It wasn’t grief that kept the thought of her death in my mind long after I’d put the paper down. It was a deep sense of unfairness. Her death was an assault on some innate need for fairness. As unfair as we can all be in our behavior toward one another, we still have a need to believe the world is not composed of random happenings.

Gordon Parks died this week, too. I knew more about him and respected his work, but he was 93 years old, so I didn’t think he’d been shortchanged.

Reeve was 44, but it was more than her age that bothered me.

Reeve, as you know, was married to Christopher Reeve, the actor who became famous portraying Superman in several movies. He was paralyzed in a fall from a horse, and for several years Dana cared for him and joined with him in trying to improve the lot of other people who were paralyzed.

That would have been enough to elicit my sympathy. Here was a young couple whose lives were thrown by a chance event no one would have chosen. And their response was to make something good from it.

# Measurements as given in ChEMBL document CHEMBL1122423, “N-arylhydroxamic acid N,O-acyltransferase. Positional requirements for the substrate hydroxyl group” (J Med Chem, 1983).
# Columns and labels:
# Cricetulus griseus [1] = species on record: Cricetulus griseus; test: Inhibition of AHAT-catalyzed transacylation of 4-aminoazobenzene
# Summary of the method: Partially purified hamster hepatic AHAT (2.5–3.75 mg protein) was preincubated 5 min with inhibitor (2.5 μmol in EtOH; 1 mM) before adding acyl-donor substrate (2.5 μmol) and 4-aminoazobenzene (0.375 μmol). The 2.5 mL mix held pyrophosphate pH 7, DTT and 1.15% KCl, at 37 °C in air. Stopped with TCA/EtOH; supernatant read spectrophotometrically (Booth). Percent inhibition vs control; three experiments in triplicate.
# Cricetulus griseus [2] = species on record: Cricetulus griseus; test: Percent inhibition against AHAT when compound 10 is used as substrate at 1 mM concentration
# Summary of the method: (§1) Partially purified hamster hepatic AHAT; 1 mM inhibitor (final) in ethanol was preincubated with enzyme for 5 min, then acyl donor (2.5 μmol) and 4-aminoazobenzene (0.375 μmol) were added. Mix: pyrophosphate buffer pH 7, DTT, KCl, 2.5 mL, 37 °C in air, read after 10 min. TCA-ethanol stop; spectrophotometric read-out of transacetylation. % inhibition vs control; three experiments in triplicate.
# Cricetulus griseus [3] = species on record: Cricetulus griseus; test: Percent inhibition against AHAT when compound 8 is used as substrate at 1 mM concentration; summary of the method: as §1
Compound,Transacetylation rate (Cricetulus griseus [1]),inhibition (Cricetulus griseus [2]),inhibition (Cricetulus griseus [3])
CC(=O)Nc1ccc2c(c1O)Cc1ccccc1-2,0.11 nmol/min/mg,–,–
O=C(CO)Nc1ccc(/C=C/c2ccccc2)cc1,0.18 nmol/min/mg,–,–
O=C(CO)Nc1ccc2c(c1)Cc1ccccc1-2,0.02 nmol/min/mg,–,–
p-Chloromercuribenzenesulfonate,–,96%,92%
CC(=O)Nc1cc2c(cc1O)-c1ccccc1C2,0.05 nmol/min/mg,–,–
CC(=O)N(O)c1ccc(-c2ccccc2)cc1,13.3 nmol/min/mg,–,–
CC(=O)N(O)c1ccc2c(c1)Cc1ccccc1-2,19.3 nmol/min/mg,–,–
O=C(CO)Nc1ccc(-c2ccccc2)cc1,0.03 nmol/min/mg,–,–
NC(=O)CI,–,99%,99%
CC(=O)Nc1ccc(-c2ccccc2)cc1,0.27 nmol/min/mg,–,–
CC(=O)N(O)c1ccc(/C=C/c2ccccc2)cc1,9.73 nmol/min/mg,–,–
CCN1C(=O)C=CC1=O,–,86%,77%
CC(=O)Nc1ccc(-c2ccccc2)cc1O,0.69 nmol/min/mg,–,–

Then it got worse. Right after he died, she was diagnosed with lung cancer. Oh, and she didn’t smoke.

I thought about the story of Job. Is there a lesson in here that transcends her pain and makes it all worthwhile? Sure, somewhere, and maybe someone out there will see that his life isn’t so bad, but that’ll last about two minutes.

Then it got worse. She died and left behind a 13-year-old son. Thirteen is a painful, confused, scary time of life. Transcendent lesson? The word that occurred to me can’t be reproduced here.